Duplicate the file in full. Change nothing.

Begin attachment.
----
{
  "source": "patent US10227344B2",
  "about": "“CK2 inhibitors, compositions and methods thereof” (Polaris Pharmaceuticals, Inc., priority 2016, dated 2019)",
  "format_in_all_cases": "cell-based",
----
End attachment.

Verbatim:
{
  "source": "patent US10227344B2",
  "about": "“CK2 inhibitors, compositions and methods thereof” (Polaris Pharmaceuticals, Inc., priority 2016, dated 2019)",
  "format_in_all_cases": "cell-based",